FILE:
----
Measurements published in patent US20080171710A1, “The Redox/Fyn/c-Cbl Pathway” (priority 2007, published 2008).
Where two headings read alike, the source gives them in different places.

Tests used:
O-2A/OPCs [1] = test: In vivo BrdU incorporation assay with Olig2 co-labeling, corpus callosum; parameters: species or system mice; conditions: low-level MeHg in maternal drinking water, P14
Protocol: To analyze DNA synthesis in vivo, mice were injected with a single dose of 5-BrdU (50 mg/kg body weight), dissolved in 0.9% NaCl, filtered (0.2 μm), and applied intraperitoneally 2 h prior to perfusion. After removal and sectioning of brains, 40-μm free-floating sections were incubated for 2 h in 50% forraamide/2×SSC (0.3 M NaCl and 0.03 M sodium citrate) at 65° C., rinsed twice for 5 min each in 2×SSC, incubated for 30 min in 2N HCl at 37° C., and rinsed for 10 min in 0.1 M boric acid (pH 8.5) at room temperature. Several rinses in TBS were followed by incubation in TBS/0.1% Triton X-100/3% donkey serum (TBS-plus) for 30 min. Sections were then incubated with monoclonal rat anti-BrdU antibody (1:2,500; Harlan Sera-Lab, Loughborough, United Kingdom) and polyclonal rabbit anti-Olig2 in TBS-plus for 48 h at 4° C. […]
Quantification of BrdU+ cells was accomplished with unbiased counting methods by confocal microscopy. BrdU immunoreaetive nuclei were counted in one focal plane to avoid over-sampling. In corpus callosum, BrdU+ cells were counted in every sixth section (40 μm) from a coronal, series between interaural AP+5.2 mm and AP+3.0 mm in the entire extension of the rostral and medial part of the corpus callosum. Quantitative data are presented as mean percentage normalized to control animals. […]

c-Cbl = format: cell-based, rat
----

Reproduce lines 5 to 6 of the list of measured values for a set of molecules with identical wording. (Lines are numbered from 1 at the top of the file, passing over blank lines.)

Protocol: To analyze DNA synthesis in vivo, mice were injected with a single dose of 5-BrdU (50 mg/kg body weight), dissolved in 0.9% NaCl, filtered (0.2 μm), and applied intraperitoneally 2 h prior to perfusion. After removal and sectioning of brains, 40-μm free-floating sections were incubated for 2 h in 50% forraamide/2×SSC (0.3 M NaCl and 0.03 M sodium citrate) at 65° C., rinsed twice for 5 min each in 2×SSC, incubated for 30 min in 2N HCl at 37° C., and rinsed for 10 min in 0.1 M boric acid (pH 8.5) at room temperature. Several rinses in TBS were followed by incubation in TBS/0.1% Triton X-100/3% donkey serum (TBS-plus) for 30 min. Sections were then incubated with monoclonal rat anti-BrdU antibody (1:2,500; Harlan Sera-Lab, Loughborough, United Kingdom) and polyclonal rabbit anti-Olig2 in TBS-plus for 48 h at 4° C. […]
Quantification of BrdU+ cells was accomplished with unbiased counting methods by confocal microscopy. BrdU immunoreaetive nuclei were counted in one focal plane to avoid over-sampling. In corpus callosum, BrdU+ cells were counted in every sixth section (40 μm) from a coronal, series between interaural AP+5.2 mm and AP+3.0 mm in the entire extension of the rostral and medial part of the corpus callosum. Quantitative data are presented as mean percentage normalized to control animals. […]